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Baker Backing Democrat Jones In Alabama Senate Race

Gov. Charlie Baker, in January 2017. (Jesse Costa/WBUR)MoreCloseclosemore
Gov. Charlie Baker, in January 2017. (Jesse Costa/WBUR)

Gov. Charlie Baker supports the Democrat running for U.S. Senate in Alabama against Roy Moore, the controversial Republican who has been dogged by multiple accounts that he made sexual advances toward teenage women well into his adult years.

The Republican governor reiterated his belief Monday that Moore is unfit for the office and noted that Doug Jones, a Democrat, is the only alternative on the ballot in Tuesday's contest.

"I certainly don't want to see Roy Moore win. That means, obviously, that I would be supporting the alternative," said Baker, when asked if he supports Jones. Baker blanked his presidential ballot last year after expressing reservations with both candidates Donald Trump and Hillary Clinton.

"I certainly don't want to see Roy Moore win. That means, obviously, that I would be supporting the alternative."

Gov. Charlie Baker

Although the Republican National Committee has resumed its support for Moore who received an endorsement from President Trump, Baker does not plan to end his participation in a joint fundraising effort between the MassGOP and national Republican Party that sends 40 percent of contributions raised by the governor for MassVictory to the RNC, according to the Boston Globe.

"If I thought raising money for the Mass. Republican party had anything to do with Roy Moore's campaign, I would not do it, OK?" Baker told reporters Monday afternoon, after announcing a set of policies aimed at spurring housing production. "I said from the beginning that I didn't think he was fit for office."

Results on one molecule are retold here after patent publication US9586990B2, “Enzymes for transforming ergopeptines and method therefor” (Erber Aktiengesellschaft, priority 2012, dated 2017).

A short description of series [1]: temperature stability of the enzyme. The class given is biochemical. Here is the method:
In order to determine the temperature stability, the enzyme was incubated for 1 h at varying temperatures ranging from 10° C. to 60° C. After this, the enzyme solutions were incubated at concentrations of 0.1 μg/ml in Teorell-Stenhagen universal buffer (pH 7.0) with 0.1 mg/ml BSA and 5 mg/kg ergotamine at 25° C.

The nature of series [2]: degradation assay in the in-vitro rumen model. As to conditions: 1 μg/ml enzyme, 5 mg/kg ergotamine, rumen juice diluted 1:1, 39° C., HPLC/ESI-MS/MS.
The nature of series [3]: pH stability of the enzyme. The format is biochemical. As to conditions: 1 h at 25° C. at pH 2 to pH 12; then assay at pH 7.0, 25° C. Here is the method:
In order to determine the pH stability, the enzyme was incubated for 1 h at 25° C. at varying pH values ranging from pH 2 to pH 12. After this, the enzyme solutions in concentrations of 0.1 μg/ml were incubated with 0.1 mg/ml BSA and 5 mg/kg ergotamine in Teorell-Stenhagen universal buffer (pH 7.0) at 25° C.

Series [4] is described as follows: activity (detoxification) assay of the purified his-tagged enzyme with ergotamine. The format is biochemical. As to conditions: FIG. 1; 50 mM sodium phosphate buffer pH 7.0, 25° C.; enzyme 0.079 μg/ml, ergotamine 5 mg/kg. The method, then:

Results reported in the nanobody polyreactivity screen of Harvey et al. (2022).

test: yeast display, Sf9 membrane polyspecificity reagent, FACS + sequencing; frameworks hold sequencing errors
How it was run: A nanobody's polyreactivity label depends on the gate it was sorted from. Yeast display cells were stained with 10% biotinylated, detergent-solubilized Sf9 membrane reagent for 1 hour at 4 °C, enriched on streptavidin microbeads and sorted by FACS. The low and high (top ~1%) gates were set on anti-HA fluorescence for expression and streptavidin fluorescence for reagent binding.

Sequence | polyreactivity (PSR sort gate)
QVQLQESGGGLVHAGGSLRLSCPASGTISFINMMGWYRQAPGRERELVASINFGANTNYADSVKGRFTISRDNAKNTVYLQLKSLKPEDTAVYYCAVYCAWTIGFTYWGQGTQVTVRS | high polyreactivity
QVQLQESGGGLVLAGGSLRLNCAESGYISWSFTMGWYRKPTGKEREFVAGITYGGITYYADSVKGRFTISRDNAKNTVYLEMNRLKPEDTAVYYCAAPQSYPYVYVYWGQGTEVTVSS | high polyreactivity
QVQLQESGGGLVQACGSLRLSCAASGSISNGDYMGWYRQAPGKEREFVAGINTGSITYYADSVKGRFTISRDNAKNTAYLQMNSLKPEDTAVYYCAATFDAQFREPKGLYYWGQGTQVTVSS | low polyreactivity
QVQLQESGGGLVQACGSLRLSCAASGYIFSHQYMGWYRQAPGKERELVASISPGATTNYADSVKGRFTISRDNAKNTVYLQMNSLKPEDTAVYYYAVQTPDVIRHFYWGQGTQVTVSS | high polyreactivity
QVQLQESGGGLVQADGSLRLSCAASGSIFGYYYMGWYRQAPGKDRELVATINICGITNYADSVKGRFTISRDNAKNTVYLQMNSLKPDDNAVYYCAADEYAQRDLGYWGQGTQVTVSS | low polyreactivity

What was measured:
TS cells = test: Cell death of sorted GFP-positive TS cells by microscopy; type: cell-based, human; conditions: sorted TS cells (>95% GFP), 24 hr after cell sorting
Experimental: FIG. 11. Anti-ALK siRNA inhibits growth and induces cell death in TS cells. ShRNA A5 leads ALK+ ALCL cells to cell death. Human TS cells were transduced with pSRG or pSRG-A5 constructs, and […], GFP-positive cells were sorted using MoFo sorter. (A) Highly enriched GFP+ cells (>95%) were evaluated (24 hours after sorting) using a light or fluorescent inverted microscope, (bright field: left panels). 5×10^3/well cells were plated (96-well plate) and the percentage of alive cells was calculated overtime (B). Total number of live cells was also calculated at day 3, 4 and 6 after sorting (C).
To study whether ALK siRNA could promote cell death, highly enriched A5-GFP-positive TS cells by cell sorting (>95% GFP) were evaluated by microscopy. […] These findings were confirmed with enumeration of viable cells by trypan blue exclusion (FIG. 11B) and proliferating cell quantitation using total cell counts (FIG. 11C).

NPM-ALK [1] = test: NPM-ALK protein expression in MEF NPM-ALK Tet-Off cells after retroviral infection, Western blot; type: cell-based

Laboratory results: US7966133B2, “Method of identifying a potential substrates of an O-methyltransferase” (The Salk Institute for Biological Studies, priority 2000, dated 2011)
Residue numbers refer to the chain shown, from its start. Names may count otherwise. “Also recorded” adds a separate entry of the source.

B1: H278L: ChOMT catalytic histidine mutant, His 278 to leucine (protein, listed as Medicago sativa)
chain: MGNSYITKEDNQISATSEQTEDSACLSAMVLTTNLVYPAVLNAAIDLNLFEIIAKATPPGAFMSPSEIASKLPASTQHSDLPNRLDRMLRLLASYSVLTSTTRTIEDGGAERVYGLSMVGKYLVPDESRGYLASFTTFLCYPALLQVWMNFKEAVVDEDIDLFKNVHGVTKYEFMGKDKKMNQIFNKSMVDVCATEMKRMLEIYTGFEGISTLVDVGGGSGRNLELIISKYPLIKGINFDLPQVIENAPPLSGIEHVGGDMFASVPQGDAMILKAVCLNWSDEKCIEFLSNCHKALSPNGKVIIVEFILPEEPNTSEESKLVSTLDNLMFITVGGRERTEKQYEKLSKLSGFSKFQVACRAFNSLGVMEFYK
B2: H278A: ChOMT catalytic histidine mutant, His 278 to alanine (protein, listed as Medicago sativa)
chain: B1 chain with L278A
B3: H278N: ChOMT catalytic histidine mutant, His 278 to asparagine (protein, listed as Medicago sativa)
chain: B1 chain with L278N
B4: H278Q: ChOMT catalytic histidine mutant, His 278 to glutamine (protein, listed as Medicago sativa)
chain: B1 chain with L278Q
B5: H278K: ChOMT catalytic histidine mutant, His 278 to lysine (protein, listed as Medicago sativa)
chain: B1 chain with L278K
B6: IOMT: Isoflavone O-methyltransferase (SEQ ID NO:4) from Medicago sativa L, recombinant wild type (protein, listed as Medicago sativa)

One of three Democrats running to challenge Baker in 2018 — Newton Mayor Setti Warren — disagreed with Baker's assessment of the fundraising partnership.

In a statement last week, Warren said, "In an attempt to get around Massachusetts campaign laws, Gov. Baker is helping to fund an organization that is now being used to defend an accused child molester. We already knew that the RNC was spending money it collected from fundraising schemes like Baker's to pay the legal bills of the Trump family, but their support of Roy Moore is a bridge too far."

On Nov. 20, about a week after the Washington Post reported that at the age of 32 Moore initiated a sexual encounter with a 14-year-old girl, Baker said he didn't think Moore should be seated even if he won the special election.

"I think he should step down, and if he doesn't step down, I don't think he should sit," Baker told WGBH's Jim Braude and Margery Eagan last month.

Jones, a former federal prosecutor, edged past Moore in polls after the first stories broke, but Moore has surged back into the lead, according to Real Clear Politics' polling average.

The former judge's stance that Muslims shouldn't be allowed to serve in Congress and Moore's belief that Barack Obama wasn't born in the United States made him a divisive candidate before the Post documented five women's claims that Moore pursued them when they were teenagers and he was a prosecutor in his thirties. After the Post article, four more women stepped forward claiming Moore made unwanted advances.

Baker is not quite on the vanguard of Republican opposition to Moore. Arizona Republican Sen. Jeff Flake, who is not seeking re-election, created an online sensation when he posted a photo last week of a $100 check he made out to Jones's campaign. "Country over party," Flake tweeted last Tuesday.

Last year was the first time in Baker's memory that he did not support the Republican candidate for president, he said in May 2016. On Monday, the governor said the Alabama Senate special election is not the first time he has supported a Democrat.

"Oh no, I've voted for Democrats before," Baker said, pausing before he continued. "Non-partisan elections, local elections in places I've lived, I've voted for Democrats. But I do believe that competitive politics is a good thing. And I believe we've had an opportunity to create a more competitive climate here in Massachusetts over the past couple of years."

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